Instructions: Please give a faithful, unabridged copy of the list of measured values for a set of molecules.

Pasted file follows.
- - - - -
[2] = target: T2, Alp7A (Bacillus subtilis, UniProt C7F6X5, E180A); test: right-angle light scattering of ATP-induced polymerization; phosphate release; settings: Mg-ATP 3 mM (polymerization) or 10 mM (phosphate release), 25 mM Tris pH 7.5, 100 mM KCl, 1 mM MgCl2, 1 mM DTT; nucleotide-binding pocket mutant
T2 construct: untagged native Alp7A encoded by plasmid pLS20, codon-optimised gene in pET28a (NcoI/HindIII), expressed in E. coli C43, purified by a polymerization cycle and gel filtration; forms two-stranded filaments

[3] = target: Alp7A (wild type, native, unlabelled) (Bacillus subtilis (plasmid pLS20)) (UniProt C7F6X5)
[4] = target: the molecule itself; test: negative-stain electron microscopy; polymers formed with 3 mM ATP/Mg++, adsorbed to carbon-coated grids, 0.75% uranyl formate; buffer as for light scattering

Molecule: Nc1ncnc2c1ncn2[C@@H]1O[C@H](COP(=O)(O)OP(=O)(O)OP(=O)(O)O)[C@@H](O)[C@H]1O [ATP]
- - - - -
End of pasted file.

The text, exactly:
[2] = target: T2, Alp7A (Bacillus subtilis, UniProt C7F6X5, E180A); test: right-angle light scattering of ATP-induced polymerization; phosphate release; settings: Mg-ATP 3 mM (polymerization) or 10 mM (phosphate release), 25 mM Tris pH 7.5, 100 mM KCl, 1 mM MgCl2, 1 mM DTT; nucleotide-binding pocket mutant
T2 construct: untagged native Alp7A encoded by plasmid pLS20, codon-optimised gene in pET28a (NcoI/HindIII), expressed in E. coli C43, purified by a polymerization cycle and gel filtration; forms two-stranded filaments

[3] = target: Alp7A (wild type, native, unlabelled) (Bacillus subtilis (plasmid pLS20)) (UniProt C7F6X5)
[4] = target: the molecule itself; test: negative-stain electron microscopy; polymers formed with 3 mM ATP/Mg++, adsorbed to carbon-coated grids, 0.75% uranyl formate; buffer as for light scattering

Molecule: Nc1ncnc2c1ncn2[C@@H]1O[C@H](COP(=O)(O)OP(=O)(O)OP(=O)(O)O)[C@@H](O)[C@H]1O [ATP]